In the movie, clearly the 1937, Mississippi crowd was upset by the interruption of the music, not the Klan affiliation. The first clue to this answer should be, Who was the Senator from Mississippi in 1937?

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Theodore G. Bilbo - former two term Governor of Mississippi(January 17, 1928 – January 19, 1932). And United States Senator (January 3, 1935 – August 21, 1947) Like many Southern Democrats of his era, Bilbo believed that black people were inferior; he defended segregation, and was a member of the Ku Klux Klan.. First Identified as a Klansman by a newspaper called the Dixie Demagogues, in 1939. He continued to win reelection to the US Senate through 1946, and died in office in 1947. When asked about whether he remained in the Klan in a national interview on Meet the Press in 1946, he responded.

"No man can leave the Klan. He takes an oath not to do that. Once a Ku Klux, always a Ku Klux. Theodore G. Bilbo on Meet the Press 1946,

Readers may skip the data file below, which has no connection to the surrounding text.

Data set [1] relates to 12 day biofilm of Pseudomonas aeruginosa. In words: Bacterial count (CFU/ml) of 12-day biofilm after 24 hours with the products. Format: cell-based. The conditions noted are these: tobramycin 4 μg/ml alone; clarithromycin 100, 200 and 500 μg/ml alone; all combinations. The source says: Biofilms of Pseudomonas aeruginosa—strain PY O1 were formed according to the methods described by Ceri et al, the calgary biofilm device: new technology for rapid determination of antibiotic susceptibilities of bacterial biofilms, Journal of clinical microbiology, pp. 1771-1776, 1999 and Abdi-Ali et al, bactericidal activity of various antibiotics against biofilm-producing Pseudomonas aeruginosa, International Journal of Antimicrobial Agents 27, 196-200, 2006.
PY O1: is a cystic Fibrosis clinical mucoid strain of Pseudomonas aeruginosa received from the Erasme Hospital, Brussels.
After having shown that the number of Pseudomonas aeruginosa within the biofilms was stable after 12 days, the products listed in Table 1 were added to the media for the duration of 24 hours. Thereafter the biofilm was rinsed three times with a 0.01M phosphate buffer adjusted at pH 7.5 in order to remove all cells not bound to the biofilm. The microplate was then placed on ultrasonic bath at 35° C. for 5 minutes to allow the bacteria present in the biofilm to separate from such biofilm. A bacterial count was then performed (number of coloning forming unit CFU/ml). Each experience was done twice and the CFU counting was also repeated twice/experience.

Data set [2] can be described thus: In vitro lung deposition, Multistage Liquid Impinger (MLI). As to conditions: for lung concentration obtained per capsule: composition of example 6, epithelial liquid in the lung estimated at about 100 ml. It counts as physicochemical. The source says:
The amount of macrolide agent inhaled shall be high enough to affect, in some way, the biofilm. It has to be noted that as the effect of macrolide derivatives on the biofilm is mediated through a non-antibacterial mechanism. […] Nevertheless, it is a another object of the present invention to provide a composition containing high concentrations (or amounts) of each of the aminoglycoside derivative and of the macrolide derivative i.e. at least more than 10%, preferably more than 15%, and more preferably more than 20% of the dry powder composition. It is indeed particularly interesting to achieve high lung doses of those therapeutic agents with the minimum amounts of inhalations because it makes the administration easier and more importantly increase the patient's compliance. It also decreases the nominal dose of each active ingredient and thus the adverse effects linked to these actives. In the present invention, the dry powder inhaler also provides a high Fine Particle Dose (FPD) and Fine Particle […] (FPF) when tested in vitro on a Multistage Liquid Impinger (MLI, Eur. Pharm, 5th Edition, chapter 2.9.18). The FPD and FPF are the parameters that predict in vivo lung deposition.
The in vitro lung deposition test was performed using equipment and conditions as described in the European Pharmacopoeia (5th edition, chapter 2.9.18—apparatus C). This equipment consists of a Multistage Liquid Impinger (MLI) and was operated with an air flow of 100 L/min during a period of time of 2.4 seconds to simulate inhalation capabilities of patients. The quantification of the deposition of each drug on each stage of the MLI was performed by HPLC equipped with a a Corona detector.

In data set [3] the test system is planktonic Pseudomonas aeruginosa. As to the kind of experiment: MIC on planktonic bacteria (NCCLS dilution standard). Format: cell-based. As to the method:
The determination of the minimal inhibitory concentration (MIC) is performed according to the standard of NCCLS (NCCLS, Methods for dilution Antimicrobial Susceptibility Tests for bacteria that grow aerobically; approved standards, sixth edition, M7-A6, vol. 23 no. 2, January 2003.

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Yes, The Klan was a political force in this country, and not just in the South, and not just in the early 1900's. It was powerful nationally around the time of the Great Depression and it remained powerful in parts of the country right up to Martin Luther King's civil rights movement of the 1960's.

The klan had a major resurrection in the United States after the release of DW Griffins(1915)wildly popular birth of a Nation and not just in the south. The most popular period of the klan was known as the second klan(1914-1944). and that fully covers the period of the film “Brother Where Art Thou”. During this period klan membership peaked 1924-1925 at 6 million people.